30 January 2021
2 February 2021
4 February 2021
12 February 2021
Tereshkina is an astoundingly powerful technician: the combination of her vertiginously long legs and fearless balance somehow make you feel she is dancing on top of a high mountain.
Tereshkina is absolutely gorgeous, a filigree beauty whose movements extend through her fingertips, a firecracker when throwing off her fiendish fouettés.
The lead role at the premiere was performed by Viktoria Tereshkina, a ballerina who has the ability to transform herself with rare ease in accordance with the tasks faced, while her stunning plastique responsiveness to the smallest dance nuances and shading make Ms Teryoshkina a premium-class virtuoso.
• People's Artist of Russia (2018)
• Honoured Artist of Russia (2008)
• Prize-winner at the IX Arabesque-2006 International Ballet Competition (Perm)
• Recipient of Ballet magazine’s Spirit of Dance prize in the category “Rising Star” (2006)
• Recipient of the Golden Sofit, St Petersburg’s most prestigious theatre prize, in the category “Best female role in ballet” for the role in Approximate Sonata (2005), the role of the Queen of the Sea in Ondine (2006), the role of Sylvia in Sylvia (2014)
• Prize-winner at the DANCE OPEN International Ballet Festival in the category “Ms Virtuosa” (2010 and 2011)
• Recipient of the Golden Mask, Russia’s most prestigious theatre prize, for “Best female role in ballet” (Violin Concerto No 2, choreography by Anton Pimonov, 2017).
Born in Krasnoyarsk
Graduated from the Vaganova Ballet Academy in 2001 (class of Marina Vasilieva).
Joined the Mariinsky Ballet in 2001.
Giselle (Giselle, Myrtha Zulma); choreography by Jean Coralli, Jules Perrot and Marius Petipa,
Le Corsaire (Medora); production by Pyotr Gusev after the composition and choreography of Marius Petipa,
La Bayadère (Nikia, Gamzatti); choreography by Marius Petipa, revised version by Vladimir Ponomarev and Vakhtang Chabukiani,
The Sleeping Beauty (Aurora, Gold Fairy, Diamond Fairy); choreography by Marius Petipa, revival of the 1890 production,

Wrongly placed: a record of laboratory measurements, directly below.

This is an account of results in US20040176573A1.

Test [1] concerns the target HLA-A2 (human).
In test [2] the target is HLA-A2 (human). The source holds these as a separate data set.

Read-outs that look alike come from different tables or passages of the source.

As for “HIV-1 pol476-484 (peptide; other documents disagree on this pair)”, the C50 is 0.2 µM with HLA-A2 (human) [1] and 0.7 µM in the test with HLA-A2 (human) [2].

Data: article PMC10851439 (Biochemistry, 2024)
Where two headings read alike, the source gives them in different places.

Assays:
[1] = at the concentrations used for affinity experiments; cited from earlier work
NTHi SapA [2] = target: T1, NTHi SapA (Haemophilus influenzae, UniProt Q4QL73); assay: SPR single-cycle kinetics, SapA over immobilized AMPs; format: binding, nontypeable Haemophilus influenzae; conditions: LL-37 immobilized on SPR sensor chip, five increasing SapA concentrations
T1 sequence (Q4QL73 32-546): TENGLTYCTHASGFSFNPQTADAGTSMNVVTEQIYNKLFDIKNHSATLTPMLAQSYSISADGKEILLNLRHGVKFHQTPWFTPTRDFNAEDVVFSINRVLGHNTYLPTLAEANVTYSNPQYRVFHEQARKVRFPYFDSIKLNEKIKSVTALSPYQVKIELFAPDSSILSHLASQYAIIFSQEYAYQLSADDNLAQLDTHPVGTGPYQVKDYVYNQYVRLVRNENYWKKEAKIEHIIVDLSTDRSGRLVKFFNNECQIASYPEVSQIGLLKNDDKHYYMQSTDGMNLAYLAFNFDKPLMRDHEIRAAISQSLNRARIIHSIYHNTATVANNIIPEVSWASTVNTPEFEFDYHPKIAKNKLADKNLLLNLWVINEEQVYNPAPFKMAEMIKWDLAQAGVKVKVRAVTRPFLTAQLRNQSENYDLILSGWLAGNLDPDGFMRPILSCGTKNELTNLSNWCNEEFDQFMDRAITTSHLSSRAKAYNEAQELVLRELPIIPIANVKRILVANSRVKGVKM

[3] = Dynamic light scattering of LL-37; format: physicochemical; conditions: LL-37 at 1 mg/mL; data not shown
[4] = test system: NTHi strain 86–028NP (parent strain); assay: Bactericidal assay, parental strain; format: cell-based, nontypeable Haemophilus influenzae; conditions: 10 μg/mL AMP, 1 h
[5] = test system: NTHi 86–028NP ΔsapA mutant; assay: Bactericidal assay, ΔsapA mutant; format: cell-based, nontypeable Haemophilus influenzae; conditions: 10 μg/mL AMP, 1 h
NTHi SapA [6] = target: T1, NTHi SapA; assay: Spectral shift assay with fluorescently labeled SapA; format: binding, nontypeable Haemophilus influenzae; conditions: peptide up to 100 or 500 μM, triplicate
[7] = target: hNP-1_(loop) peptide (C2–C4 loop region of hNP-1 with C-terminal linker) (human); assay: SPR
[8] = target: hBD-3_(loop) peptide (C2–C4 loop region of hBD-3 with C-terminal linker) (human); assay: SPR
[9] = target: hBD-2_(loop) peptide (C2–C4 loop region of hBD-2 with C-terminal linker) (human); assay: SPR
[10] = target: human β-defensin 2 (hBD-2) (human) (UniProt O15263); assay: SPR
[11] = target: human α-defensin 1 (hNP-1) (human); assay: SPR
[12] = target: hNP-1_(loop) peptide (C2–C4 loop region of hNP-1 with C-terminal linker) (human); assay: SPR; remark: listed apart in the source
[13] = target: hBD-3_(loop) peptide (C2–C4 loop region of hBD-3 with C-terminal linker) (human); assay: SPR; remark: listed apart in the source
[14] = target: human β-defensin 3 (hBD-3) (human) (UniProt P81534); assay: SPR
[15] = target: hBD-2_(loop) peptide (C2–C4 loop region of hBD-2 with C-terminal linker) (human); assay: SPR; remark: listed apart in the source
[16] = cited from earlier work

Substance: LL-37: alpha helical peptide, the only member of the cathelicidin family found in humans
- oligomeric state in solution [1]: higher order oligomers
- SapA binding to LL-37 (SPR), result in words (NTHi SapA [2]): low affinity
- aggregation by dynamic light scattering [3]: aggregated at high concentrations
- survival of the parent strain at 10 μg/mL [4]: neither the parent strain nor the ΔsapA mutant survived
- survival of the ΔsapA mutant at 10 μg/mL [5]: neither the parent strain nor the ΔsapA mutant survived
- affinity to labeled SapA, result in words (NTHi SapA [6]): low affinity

Swan Lake (Odette-Odile) choreography by Marius Petipa and Lev Ivanov, revised version by Konstantin Sergeyev,
Raymonda (Raymonda); choreography by Marius Petipa, revised version by Konstantin Sergeyev,
“Paquita” Grand Pas; choreography by Marius Petipa,
Don Quixote (Kitri); choreography by Alexander Gorsky,
Michel Fokine’s ballets Schéhérazade (Zobeide) and The Fire Bird (Fire Bird),
The Fountain of Bakhchisarai (Zarema); choreography by Rostislav Zakharov,
The Young Lady and the Hooligan (the Young Lady); choreography by Konstantin Boyarsky,
Romeo and Juliet (Juliet); choreography by Leonid Lavrovsky,
Spartacus (Phrygia); choreography by Leonid Yakobson,
Yuri Grigorovich's ballets The Stone Flower (The Mistress of the Copper Mountain), The Legend of Love (Mekhmeneh Bahnu),
Grand pas classique; choreography by Viktor Gzovsky;
George Balanchine’s ballets Apollo (Polyhymnia, Terpsichore, Calliope), Serenade, Symphony in C (I. Allegro vivo), A Midsummer Night's Dream (Titania), Theme and Variations, The Four Temperaments, Tchaikovsky Pas de Deux, Jewels (Rubies, Diamonds), Piano Concerto No 2 (Ballet Imperial) and Tarantella,
In the Night; choreography by Jerome Robbins,
Le Jeune Homme et la mort (the Girl); choreography by Roland Petit,
Manon; choreography by Kenneth MacMillan,
Frederick Ashton's ballets Marguerite and Armand (Marguerite), Sylvia (Sylvia),
Études (soloist); choreography by Harald Lander,
Carmen-Suite (Carmen); choreography by Alberto Alonso,
5 Tango's; choreography by Hans van Manen,
Ondine (Queen of the Sea); choreography by Pierre Lacotte,
Alexei Ratmansky’s ballets Anna Karenina (Anna Karenina), Cinderella (Khudishka, Female Dance), The Little Humpbacked Horse (Tsar Maiden), Pierrot Lunaire and Concerto DSCH,
Dolce, con fuoco; choreography by Svetlana Anufrieva,
The Nutcracker (Masha); production by Mihail Chemiakin, choreography by Kirill Simonov,
William Forsythe’s Approximate Sonata and In the Middle, Somewhat Elevated,
The Ring; choreography by Alexei Miroshnichenko,
Aria Suspended (soloist); choreography by Peter Quanz,
Bolero Factory (the Soul); choreography by Yuri Smekalov,
Le Parc (soloist); choreography by Angelin Preljocaj,
Infra; choreography by Wayne McGregor,
The Bronze Horseman (Parasha); choreography by Rostislav Zakharov, Yuri Smekalov,
Paquita (Paquita); choreography by Yuri Smekalov, reconstruction and staging of Marius Petipa's choreography by Yuri Burlaka,
Anton Pimonov's ballets Violin Concerto No 2, The Cat on the Tree,
Concerto for Contrabass; choreography by Yuri Smekalov,
The Four Seasons; choreography by Ilya Zhivoi,
Concert Waltz; сhoreography by Maxim Petrov.
Repertoire also includes:
Diane and Actéon Pas de deux from the ballet La Esmeralda; choreography by Agrippina Vaganova,
The Village Don Juan; choreography by Leonid Yakobson,
Tango-Fugato; choreography by Alexei Miroshnichenko,
Adulte; choreography by Ilya Zhivoi,
Elegy. Ophelia; choreography by Ksenia Zvereva.
First performer of the roles of the Queen of the Sea (Pierre Lacotte’s production of Ondine, 2006), the Tsar Maiden (Alexei Ratmansky’s The Little Humpbacked Horse, 2009), Parasha (The Bronze Horseman; production by Yuri Smekalov, 2016) and Paquita (Paquita); staging by Yuri Smekalov and Yuri Burlaka, 2017)
In May 2014 she made her debut with American Ballet Theatre as Nikia in the ballet La Bayadère (Natalia Makarova’s version).